In a statement from his son, Ben Haggard said of his father, “He loved everything about life and he loved that everyone of you gave him a chance with his music. He wasn’t just a country singer, he was the best country singer that ever lived.”
By Michael Bachara, Hemp News
Merle Haggard, the prolific singer-songwriter whose autobiographical outlaw songs and political anthems are loved across generations of fans, died April 6 surrounded by family at his home in Palo Cedro, California.
Inducted into the Country Music Hall of Fame in 1994, Haggard was instrumental in developing the Fender Stratocaster twang and rugged baritone voice of the Bakersfield Sound and recorded 38 No. 1 hits, including “I’m a Lonesome Fugitive,” “Mama Tried” and “Sing Me Back Home.”
Haggard, although best known for his 1969 classic “Okie From Muskogee” which protested the counterculture of the time, had evolved his stance on the marijuana plant over the years.
“At the time I wrote ‘Okie From Muskogee,’ I didn’t smoke,” he explained in a 2011 interview with the Star Tribune. “It was ’68. I thought it was responsible for the flower children walking around with their mouths open. It was not so. But if a guy doesn’t learn anything in 50 years, there’s something wrong with him.”
“I was as dumb as a rock. I didn’t know much about what I was talking about. But I knew more than the hippies knew. We’ve come to terms with each other. I’ve got a lot of hippies in my audience. And I’m pretty much a hippie myself. A short-haired hippie.”
As a young man Haggard attended three of Johnny Cash’s concerts while locked up at San Quentin and detailed his years in and out of prison, his musical influences and his many musical successes in an NPR interview that originally aired on April 6, 1995.
Haggard was a well-known marijuana smoker who often smoked before going on stage to perform and said he stopped when medicinal marijuana became legal in California. “There’s no way I’m going to smoke somethin’ that’s legal, so I quit,” he said. “But I think it’s like onions: You ought to be able to grow it if you want it.”
“I think it’s silly to put someone in jail for [marijuana possession]. I think it’s a threat to the pharmaceutical industry that you can go to the garden to grow something that might keep you from having to use Lipitor,” Haggard proclaimed when the Bakersfield Californian newspaper, asked about his friend Willie Nelson’s 2010 marijuana arrest.
In 2012 for Nelson’s Heroes album, Nelson and Haggard recorded the opening track together titled “A Horse Called Music.”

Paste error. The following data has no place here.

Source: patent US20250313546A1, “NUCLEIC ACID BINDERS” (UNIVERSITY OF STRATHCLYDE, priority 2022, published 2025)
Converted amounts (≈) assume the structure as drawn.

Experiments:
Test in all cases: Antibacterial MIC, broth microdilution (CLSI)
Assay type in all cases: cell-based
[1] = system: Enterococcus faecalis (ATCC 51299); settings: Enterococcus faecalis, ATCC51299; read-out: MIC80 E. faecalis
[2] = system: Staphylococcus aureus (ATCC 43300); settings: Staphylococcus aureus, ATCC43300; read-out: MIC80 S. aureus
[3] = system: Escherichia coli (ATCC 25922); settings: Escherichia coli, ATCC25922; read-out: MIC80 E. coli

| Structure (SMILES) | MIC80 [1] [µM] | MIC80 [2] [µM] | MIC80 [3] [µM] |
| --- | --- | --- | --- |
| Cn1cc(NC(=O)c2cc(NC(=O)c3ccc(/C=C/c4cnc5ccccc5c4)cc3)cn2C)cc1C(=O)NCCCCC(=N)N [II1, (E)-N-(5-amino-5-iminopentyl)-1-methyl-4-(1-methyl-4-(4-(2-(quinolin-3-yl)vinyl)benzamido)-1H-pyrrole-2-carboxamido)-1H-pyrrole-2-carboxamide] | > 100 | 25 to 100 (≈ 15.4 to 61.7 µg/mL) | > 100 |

Haggard and Nelson also recorded a duet album, “Django and Jimmie,” released in June of 2015, debuted at No. 1 on the Billboard Country Albums Chart and No. 7 on the Billboard Top 200 Albums Chart.
Haggard had been scheduled to join Nelson on tour for four shows in May, in North Carolina, South Carolina and Georgia, as the two re-connected in 2015 doing a video for their tune “It’s All Going to Pot.”
As a converted marijuana advocate, Haggard expanded on his thoughts during a 2003 Livewire interview with Frank Mull, saying, “We live under such an overwhelming existence of double standards in America. We say one thing and mean another. We have two sets of laws – one for the fellow with money and one for the guy who doesn’t have any money.”
“I don’t know how much you know about hemp,” Haggard continued, “but there was a time when hemp was the number one export. It gave nutrition to the soil, which is something that cotton doesn’t do and something that oil drilling doesn’t do. It could be the answer to the problems of the entire world right now. And everybody’ll go, ‘haw, haw, haw!,’ but its a fact. We’ve been brainwashed with hemp and led to believe that if somebody smokes marijuana, we should give him 65 years in prison somewhere. That’s the mentality that we’ve been led to favor and its real ignorance on our part. We’ve got tobacco farmers and corn farmers and people all over the country that would love to have the right to grow hemp. You can build a bridge out it. You can make pants out of it.”
When it came to his own life, Haggard said he could remember hearing his mother telling him, “Oh, son, whatever you do, don’t let somebody slip you one of them marijuana cigarettes.” And in his mind, she knew what she was talking about, so he believed her.
Haggard explained, “Only thing was, she’d been lied to and the country’s been lied to, and the children they try it and say, ‘Well, what else did they lie to us about?’ I think its time we be honest and start lookin’ for answers to a fuel that can be used without contaminating the air. Something that can be grown in the soil and then be turned back over and be useful, as opposed to cuttin’ down the rain forest and drillin’ holes in the earth. It could all possibly be solved with hemp.”
It seems Haggard had become more of a hippie than he imagined. His attitude about preservation of the planet was clear: “We need to be creative with our thoughts. We need to save ourselves. We’re a society that’s about to go into, I think, a phase one of intelligence, or we’ll wipe ourselves out – one of the two. I think it’s happened in the past, I think we all know that. And here we are again, right on the verge of becoming either residents of the universe or another dead planet.”
Outlaw country singer Sturgill Simpson released a statement on Haggard’s passing saying, “We lost a true hero today and I am very, very sad to say a true friend. I will always be eternally grateful. Goodbye Hag.”
“He was my brother, my friend. I will miss him,” said Willie Nelson said in a statement.
Source: CRRH.Org – syndicated with special permission